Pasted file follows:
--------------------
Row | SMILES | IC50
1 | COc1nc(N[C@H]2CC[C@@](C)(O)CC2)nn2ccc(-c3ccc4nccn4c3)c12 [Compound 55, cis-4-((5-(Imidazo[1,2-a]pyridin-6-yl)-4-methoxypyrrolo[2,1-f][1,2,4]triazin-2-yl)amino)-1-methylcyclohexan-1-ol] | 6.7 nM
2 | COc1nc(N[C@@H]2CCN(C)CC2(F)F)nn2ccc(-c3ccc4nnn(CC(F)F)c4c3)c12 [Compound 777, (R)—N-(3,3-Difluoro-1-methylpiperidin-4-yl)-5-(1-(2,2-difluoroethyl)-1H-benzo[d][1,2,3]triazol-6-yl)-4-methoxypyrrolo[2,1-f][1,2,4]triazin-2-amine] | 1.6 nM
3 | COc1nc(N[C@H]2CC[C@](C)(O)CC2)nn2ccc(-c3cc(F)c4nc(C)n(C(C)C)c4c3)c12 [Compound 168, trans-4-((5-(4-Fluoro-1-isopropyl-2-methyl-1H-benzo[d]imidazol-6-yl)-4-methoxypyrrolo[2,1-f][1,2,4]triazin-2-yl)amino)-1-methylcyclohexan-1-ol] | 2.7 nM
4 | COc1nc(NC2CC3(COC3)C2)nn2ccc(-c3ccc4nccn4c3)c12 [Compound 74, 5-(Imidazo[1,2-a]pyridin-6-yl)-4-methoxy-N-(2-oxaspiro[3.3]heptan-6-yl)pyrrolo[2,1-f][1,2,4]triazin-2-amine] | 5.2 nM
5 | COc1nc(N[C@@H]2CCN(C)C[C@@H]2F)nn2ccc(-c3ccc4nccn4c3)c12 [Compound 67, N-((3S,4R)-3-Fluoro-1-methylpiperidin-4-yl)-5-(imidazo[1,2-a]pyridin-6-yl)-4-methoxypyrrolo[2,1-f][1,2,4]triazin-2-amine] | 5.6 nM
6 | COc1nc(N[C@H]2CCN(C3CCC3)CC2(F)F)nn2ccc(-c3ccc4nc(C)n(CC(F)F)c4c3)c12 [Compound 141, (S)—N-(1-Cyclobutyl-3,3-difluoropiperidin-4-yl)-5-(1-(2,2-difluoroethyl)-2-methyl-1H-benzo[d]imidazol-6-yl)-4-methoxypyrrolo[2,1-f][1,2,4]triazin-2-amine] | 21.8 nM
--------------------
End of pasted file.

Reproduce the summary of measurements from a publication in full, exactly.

Row | SMILES | IC50
1 | COc1nc(N[C@H]2CC[C@@](C)(O)CC2)nn2ccc(-c3ccc4nccn4c3)c12 [Compound 55, cis-4-((5-(Imidazo[1,2-a]pyridin-6-yl)-4-methoxypyrrolo[2,1-f][1,2,4]triazin-2-yl)amino)-1-methylcyclohexan-1-ol] | 6.7 nM
2 | COc1nc(N[C@@H]2CCN(C)CC2(F)F)nn2ccc(-c3ccc4nnn(CC(F)F)c4c3)c12 [Compound 777, (R)—N-(3,3-Difluoro-1-methylpiperidin-4-yl)-5-(1-(2,2-difluoroethyl)-1H-benzo[d][1,2,3]triazol-6-yl)-4-methoxypyrrolo[2,1-f][1,2,4]triazin-2-amine] | 1.6 nM
3 | COc1nc(N[C@H]2CC[C@](C)(O)CC2)nn2ccc(-c3cc(F)c4nc(C)n(C(C)C)c4c3)c12 [Compound 168, trans-4-((5-(4-Fluoro-1-isopropyl-2-methyl-1H-benzo[d]imidazol-6-yl)-4-methoxypyrrolo[2,1-f][1,2,4]triazin-2-yl)amino)-1-methylcyclohexan-1-ol] | 2.7 nM
4 | COc1nc(NC2CC3(COC3)C2)nn2ccc(-c3ccc4nccn4c3)c12 [Compound 74, 5-(Imidazo[1,2-a]pyridin-6-yl)-4-methoxy-N-(2-oxaspiro[3.3]heptan-6-yl)pyrrolo[2,1-f][1,2,4]triazin-2-amine] | 5.2 nM
5 | COc1nc(N[C@@H]2CCN(C)C[C@@H]2F)nn2ccc(-c3ccc4nccn4c3)c12 [Compound 67, N-((3S,4R)-3-Fluoro-1-methylpiperidin-4-yl)-5-(imidazo[1,2-a]pyridin-6-yl)-4-methoxypyrrolo[2,1-f][1,2,4]triazin-2-amine] | 5.6 nM
6 | COc1nc(N[C@H]2CCN(C3CCC3)CC2(F)F)nn2ccc(-c3ccc4nc(C)n(CC(F)F)c4c3)c12 [Compound 141, (S)—N-(1-Cyclobutyl-3,3-difluoropiperidin-4-yl)-5-(1-(2,2-difluoroethyl)-2-methyl-1H-benzo[d]imidazol-6-yl)-4-methoxypyrrolo[2,1-f][1,2,4]triazin-2-amine] | 21.8 nM